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Monthly Archives: November 2016

Disliking the Telephone

untitledI can think of 3 people right off the bat who would be filled with childlike glee if I were to suddenly and spontaneously become a phone person. And by phone person I mean: someone who picks it up when it rings, routinely calls back those who leave messages, and has a general fondness for the invention of being able to talk to people through the magic of wires, all of which do not apply to me.

What people don’t understand is that it’s not personal. It’s not like when the phone rings I run over to see who’s calling, just so I can flip them off and sneer at them by name. “Ha ha, grandma! I’m not picking up the phone because you’re stupid and I hate talking to you! Take that!” When the phone rings in our house it’s sort of like when you pass by that one inappropriate homeless guy who shouts obscenities on the street corner. We take notice, but just enough to avoid a personal interaction.

For the simple fact that it would be the end of me, I don’t have a cell phone. If I were to carry around an apparatus through which I could exchange text messages and check my email, I would never look up from it to engage anyone eye-to-eye ever again. I know myself well enough to know that I wouldn’t have¬† enough self-restraining ability to be fully present with whoever I was with or whatever I was doing, when my phone was beeping or dinging or otherwise jovially indicating that a new message had come in. As someone who’s both at home a lot actively on their laptop, and an avid emailer, my need for a cell phone is next to nil. When people find out that I don’t have a cell phone, they often comment on how awesome that is, as though it’s a noble choice they wish they could make themselves. It’s not. It’s really just a matter of self-preservation. Well, that and the fact that I have no want or need, nor find myself important enough, to be contacted when I’m out doing other things away from my house.

I do, however, have a land line. One of those old fashion clunky cordless deals with an answering machine attached – ya know, the thing I never answer. Aside from the 3 people who would be overjoyed if I were to ever pick it up when they called, the only other people who generally try to contact me are those that caused me to be repelled by its ringing in the first place. Namely, creditors. Those who call incessantly in attempts at retrieving money from me that I don’t have. Not that I’m giving them a hard time – I mean, they’re just doing their job. It’s not like they’re making up the fact that I owe them money. I do owe them money. So why shouldn’t they be calling? (I have a lot of unpaid medical bills from a plethora of different chronic health issues.) However, it’s also not like I’m withholding money from them out of some vain, spoiled rich girl conditioning where sticking it to the medical establishment feels like some sort of great victory. If I had the money, I’d give it to them, and I do, on occasion.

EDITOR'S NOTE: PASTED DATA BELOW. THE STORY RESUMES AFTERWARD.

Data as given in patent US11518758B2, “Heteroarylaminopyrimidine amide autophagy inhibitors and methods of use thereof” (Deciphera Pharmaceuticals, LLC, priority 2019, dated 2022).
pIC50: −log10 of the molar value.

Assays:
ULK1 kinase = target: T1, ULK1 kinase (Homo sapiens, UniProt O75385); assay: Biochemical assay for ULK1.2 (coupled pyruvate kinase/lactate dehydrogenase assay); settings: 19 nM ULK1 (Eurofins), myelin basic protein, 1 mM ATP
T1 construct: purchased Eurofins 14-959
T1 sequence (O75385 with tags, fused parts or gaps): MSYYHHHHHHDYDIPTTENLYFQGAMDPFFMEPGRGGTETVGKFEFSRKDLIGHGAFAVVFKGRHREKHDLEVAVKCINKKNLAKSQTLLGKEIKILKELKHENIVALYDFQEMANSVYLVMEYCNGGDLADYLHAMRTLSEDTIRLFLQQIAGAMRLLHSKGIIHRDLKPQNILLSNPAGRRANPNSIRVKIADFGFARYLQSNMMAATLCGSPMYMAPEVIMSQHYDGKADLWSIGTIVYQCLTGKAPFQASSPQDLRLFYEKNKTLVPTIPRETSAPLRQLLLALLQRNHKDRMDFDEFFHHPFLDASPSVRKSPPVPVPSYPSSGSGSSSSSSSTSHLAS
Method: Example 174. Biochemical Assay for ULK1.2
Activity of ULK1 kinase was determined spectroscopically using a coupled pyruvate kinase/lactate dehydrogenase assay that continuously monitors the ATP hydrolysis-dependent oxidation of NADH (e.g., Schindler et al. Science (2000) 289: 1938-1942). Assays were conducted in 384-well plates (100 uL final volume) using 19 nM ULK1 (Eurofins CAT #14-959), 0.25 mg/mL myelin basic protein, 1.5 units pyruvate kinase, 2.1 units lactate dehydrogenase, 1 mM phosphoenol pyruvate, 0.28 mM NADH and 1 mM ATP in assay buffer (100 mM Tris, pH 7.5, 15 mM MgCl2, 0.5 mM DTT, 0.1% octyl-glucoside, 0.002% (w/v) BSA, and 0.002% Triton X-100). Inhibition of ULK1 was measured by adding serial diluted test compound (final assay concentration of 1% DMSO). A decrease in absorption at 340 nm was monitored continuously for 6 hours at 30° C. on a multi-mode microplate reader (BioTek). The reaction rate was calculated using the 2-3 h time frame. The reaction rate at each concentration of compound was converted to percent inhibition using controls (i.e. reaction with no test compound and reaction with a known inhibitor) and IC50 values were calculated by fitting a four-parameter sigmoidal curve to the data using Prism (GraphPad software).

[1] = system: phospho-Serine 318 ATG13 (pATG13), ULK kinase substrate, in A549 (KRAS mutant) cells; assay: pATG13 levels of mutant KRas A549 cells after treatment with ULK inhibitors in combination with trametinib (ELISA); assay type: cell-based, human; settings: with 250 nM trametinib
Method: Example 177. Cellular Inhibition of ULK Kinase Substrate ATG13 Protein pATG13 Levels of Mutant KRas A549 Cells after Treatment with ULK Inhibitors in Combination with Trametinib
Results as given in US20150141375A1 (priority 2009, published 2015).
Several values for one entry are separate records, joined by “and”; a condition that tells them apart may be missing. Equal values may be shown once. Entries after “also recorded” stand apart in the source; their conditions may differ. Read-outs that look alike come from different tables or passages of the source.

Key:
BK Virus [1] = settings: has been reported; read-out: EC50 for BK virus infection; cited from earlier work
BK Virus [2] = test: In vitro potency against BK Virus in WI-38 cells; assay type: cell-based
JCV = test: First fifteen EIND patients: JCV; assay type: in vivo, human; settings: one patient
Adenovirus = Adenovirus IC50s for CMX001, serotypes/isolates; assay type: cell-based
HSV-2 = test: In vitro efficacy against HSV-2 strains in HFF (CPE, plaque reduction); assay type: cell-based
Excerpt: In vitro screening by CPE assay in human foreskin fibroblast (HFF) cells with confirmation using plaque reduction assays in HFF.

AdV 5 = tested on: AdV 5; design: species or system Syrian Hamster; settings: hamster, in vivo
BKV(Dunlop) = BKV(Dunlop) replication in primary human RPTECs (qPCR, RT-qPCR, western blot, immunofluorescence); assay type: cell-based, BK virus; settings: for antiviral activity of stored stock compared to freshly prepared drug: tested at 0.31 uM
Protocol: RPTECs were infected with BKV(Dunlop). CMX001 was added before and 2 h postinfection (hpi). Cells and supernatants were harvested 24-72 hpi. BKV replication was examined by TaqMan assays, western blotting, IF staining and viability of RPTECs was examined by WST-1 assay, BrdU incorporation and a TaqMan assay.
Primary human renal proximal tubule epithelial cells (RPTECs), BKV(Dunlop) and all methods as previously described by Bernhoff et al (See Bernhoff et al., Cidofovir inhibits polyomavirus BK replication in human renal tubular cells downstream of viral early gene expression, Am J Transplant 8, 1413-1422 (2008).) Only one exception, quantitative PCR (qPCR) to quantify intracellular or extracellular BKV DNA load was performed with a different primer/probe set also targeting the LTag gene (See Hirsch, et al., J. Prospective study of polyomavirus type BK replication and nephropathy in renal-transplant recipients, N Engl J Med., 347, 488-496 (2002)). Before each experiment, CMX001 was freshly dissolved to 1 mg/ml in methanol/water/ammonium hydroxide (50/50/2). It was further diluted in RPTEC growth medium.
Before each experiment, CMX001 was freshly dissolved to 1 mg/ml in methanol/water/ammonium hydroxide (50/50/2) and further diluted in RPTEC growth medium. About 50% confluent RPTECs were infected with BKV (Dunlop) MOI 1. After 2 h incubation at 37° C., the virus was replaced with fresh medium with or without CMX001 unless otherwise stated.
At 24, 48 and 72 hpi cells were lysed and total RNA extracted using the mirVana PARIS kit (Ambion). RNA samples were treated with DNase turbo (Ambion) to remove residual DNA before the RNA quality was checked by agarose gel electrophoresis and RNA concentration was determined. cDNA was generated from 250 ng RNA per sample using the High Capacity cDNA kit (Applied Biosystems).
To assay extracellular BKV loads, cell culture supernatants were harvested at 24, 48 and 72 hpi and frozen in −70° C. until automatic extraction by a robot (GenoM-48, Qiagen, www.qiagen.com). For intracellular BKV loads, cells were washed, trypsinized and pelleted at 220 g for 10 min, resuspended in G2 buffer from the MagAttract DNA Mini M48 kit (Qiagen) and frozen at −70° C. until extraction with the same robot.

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Posted by on November 28, 2016 in Everyday Practice

 

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Held

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Out in the woods yesterday,
I was reminded, once again,
about how nature remedies the ills
of what it means to be human.

It holds us in its breath,
its stillness, its offering of life,
its ability to let go.


Submerged amid rock formations, waters,
sage fields, trees, and sky,
I knew, without a sliver of doubt,
that the beauty of this world, our land and our people,
far outweighs what needs fixing.

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Jury Duty

missoula_county_courthouseMissoula Courthouse

I was summoned for jury duty in district court yesterday. I wasn’t looking forward to going, wondering if I might be able to get out of it by promptly shouting “Guilty!!” upon entering the courtroom, before anything was even underway yet, thereby calling into question my ability to be impartial, not to mention my sanity. Having no idea of what the day would have in store, but anticipating a lot of waiting around time, I packed light, bringing with me only a pen and small notebook. Over my four-hour stint in the newly renovated courtroom #3 I then proceeded, to my delight, to fill pages upon pages of it with my observations, factual information, musings and wandering of the mind.

A writer revels in new locations like a builder scouting for virgin land. With a pen and paper in tow, even mundane surroundings come alive – my attention held in the details, goings-on, faces and mannerisms around me.

What color is this carpeting? Warm burgundy? Dark salmon? Red brown brick meets sunset? Crimson? Wine? Crimson wine? Autumn leaf? What sort of creative but poorly understood name would it boast on a paint swatch? Jovial Friend Time? Lollipop Station? Squirrel Picnic? Luscious Horse Field?

I love the art and function of writing. To attempt the capturing of moments into unobstructed words. Being a writer supports my mindfulness practice, too. It affords me the ability to tune into certain things I might not otherwise take notice of. And, in the case of jury duty yesterday, having a love of writing allows me to turn an unwanted situation into an experience of captivation and interest.

Displayed at the head of the courtroom lies a mural of three lovely Romanesque ladies of justice, in pleasing earthen tones. The blue-skirted one on the left holds a dove, the middle pink-skirted one holds two rock-like round balls, one in each hand, and the arbor green-skirted one on the right is blindfolded, holding a scale. Above them, from left to right, reads: Freedom, Equality, Justice.

Pillars flank the courtroom topped in golden flourishes, pearl-globe chandeliers hang from the ceiling. A flag is nowhere in sight. Ornate crown molding surrounds the room. A grandfather clock hangs on the wall, keeping inaccurately slow time with its overtly bulky brass pendulum.

Connected wooden seats, with a place to put your cowboy hat underneath, fill with equally summoned citizens called to perform their civic duty – an inordinate amount of us, if you ask me: around 80! 80 relative strangers, who share our residence in Missoula county and a fondness for mountains, sitting elbow to elbow in a packed courtroom. They only need to select 12 of us, with one extra as an alternate, for the trial that will start after lunch, regarding 110 counts given to a woman alleged to have broken a restraining order by way of text messages (110 of them to be exact). A woman, I might add, who’s present in the room for this process of jury selection. Does she get a say in who is chosen? It seems odd that she would be involved in this.